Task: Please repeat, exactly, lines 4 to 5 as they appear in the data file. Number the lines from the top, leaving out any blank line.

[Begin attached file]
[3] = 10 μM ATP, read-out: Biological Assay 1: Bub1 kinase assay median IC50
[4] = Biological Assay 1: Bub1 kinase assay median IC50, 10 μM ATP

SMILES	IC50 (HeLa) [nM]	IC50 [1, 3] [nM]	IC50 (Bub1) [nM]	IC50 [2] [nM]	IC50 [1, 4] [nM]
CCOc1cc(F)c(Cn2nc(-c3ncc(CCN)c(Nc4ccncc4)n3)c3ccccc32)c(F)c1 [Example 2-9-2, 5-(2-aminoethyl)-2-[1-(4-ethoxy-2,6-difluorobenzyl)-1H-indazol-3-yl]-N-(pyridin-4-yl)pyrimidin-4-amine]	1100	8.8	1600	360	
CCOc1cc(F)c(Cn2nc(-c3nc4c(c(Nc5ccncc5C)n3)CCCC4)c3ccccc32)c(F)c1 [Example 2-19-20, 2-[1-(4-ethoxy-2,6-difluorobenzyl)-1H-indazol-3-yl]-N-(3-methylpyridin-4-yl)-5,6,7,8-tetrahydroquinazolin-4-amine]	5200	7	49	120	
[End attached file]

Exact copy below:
CCOc1cc(F)c(Cn2nc(-c3ncc(CCN)c(Nc4ccncc4)n3)c3ccccc32)c(F)c1 [Example 2-9-2, 5-(2-aminoethyl)-2-[1-(4-ethoxy-2,6-difluorobenzyl)-1H-indazol-3-yl]-N-(pyridin-4-yl)pyrimidin-4-amine]	1100	8.8	1600	360	
CCOc1cc(F)c(Cn2nc(-c3nc4c(c(Nc5ccncc5C)n3)CCCC4)c3ccccc32)c(F)c1 [Example 2-19-20, 2-[1-(4-ethoxy-2,6-difluorobenzyl)-1H-indazol-3-yl]-N-(3-methylpyridin-4-yl)-5,6,7,8-tetrahydroquinazolin-4-amine]	5200	7	49	120	